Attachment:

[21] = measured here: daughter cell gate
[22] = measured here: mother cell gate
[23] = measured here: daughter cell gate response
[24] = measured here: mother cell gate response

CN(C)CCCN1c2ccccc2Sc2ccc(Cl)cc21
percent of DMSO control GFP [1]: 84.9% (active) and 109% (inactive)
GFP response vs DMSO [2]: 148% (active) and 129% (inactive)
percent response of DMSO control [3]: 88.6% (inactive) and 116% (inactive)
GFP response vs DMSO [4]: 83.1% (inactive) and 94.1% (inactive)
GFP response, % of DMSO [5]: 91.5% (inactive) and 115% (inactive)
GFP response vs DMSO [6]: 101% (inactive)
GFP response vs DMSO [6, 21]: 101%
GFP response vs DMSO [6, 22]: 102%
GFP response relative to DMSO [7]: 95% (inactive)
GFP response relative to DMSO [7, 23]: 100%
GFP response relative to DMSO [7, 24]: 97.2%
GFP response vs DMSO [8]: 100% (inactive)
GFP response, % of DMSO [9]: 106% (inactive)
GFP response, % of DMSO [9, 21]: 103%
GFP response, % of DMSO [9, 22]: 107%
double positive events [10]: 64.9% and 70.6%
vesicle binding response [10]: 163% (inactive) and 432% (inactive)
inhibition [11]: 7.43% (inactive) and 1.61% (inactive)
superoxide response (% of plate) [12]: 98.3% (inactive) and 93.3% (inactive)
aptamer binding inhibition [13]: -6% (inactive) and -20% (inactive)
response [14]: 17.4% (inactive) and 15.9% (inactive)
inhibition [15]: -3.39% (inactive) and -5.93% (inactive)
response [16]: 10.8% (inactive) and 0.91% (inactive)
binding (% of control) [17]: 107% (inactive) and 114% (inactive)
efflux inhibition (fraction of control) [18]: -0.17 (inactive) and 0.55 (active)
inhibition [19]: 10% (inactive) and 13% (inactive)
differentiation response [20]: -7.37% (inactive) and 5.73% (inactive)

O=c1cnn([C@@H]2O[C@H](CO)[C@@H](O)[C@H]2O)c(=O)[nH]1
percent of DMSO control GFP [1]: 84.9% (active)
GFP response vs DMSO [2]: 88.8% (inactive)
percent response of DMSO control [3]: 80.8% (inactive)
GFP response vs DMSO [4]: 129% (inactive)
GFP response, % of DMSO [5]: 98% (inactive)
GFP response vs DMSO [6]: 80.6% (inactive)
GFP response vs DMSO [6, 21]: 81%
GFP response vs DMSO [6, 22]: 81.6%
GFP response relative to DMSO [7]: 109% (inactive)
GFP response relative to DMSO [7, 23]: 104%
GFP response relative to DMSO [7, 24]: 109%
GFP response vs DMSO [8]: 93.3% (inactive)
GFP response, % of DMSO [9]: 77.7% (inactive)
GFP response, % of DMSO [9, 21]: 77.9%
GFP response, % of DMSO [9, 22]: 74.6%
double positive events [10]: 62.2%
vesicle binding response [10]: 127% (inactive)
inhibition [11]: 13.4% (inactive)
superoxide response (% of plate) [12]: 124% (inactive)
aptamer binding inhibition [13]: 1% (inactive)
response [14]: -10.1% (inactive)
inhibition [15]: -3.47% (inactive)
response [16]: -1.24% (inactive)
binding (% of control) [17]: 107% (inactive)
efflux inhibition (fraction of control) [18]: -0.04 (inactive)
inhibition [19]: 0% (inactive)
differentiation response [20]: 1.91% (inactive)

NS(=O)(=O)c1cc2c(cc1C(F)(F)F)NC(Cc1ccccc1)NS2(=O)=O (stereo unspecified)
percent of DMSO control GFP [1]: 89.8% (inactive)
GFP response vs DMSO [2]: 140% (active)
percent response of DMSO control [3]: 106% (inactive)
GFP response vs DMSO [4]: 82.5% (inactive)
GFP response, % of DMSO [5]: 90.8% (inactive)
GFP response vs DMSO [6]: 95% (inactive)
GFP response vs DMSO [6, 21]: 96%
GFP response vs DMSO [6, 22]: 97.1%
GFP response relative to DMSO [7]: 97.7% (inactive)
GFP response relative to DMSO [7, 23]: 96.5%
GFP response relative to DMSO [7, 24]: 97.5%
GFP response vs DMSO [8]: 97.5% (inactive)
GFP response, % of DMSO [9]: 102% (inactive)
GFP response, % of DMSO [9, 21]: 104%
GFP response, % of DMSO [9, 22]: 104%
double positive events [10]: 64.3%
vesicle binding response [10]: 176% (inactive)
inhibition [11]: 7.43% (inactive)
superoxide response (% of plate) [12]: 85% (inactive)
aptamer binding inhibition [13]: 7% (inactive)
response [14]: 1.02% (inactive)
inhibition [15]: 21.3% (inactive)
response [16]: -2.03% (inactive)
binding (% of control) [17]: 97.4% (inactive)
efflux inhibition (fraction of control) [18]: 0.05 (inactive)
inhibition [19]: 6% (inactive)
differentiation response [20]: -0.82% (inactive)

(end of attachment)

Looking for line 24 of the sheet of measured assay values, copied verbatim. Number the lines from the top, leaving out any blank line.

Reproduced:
superoxide response (% of plate) [12]: 98.3% (inactive) and 93.3% (inactive)